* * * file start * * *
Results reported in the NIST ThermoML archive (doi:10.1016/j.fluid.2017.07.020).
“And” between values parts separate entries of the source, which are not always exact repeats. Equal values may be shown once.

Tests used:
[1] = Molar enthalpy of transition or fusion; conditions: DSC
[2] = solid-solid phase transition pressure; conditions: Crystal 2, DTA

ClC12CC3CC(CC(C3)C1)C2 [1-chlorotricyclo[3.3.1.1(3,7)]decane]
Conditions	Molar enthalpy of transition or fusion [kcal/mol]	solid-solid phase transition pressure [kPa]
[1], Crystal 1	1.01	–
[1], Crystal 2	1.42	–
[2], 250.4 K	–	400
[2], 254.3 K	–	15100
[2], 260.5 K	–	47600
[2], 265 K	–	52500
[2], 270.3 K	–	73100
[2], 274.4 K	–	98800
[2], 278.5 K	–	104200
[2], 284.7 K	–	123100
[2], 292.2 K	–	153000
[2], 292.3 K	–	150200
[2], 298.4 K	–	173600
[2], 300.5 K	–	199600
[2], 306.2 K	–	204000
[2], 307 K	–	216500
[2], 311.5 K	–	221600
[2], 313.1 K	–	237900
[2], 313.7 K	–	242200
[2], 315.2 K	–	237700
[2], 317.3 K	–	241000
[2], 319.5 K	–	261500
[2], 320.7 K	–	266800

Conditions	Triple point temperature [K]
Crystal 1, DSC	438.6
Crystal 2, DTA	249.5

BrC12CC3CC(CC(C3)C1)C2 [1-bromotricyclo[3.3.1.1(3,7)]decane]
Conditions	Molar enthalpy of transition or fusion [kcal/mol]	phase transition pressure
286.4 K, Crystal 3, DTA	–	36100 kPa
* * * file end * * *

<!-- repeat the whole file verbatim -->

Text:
Results reported in the NIST ThermoML archive (doi:10.1016/j.fluid.2017.07.020).
“And” between values parts separate entries of the source, which are not always exact repeats. Equal values may be shown once.

Tests used:
[1] = Molar enthalpy of transition or fusion; conditions: DSC
[2] = solid-solid phase transition pressure; conditions: Crystal 2, DTA

ClC12CC3CC(CC(C3)C1)C2 [1-chlorotricyclo[3.3.1.1(3,7)]decane]
Conditions	Molar enthalpy of transition or fusion [kcal/mol]	solid-solid phase transition pressure [kPa]
[1], Crystal 1	1.01	–
[1], Crystal 2	1.42	–
[2], 250.4 K	–	400
[2], 254.3 K	–	15100
[2], 260.5 K	–	47600
[2], 265 K	–	52500
[2], 270.3 K	–	73100
[2], 274.4 K	–	98800
[2], 278.5 K	–	104200
[2], 284.7 K	–	123100
[2], 292.2 K	–	153000
[2], 292.3 K	–	150200
[2], 298.4 K	–	173600
[2], 300.5 K	–	199600
[2], 306.2 K	–	204000
[2], 307 K	–	216500
[2], 311.5 K	–	221600
[2], 313.1 K	–	237900
[2], 313.7 K	–	242200
[2], 315.2 K	–	237700
[2], 317.3 K	–	241000
[2], 319.5 K	–	261500
[2], 320.7 K	–	266800

Conditions	Triple point temperature [K]
Crystal 1, DSC	438.6
Crystal 2, DTA	249.5

BrC12CC3CC(CC(C3)C1)C2 [1-bromotricyclo[3.3.1.1(3,7)]decane]
Conditions	Molar enthalpy of transition or fusion [kcal/mol]	phase transition pressure
286.4 K, Crystal 3, DTA	–	36100 kPa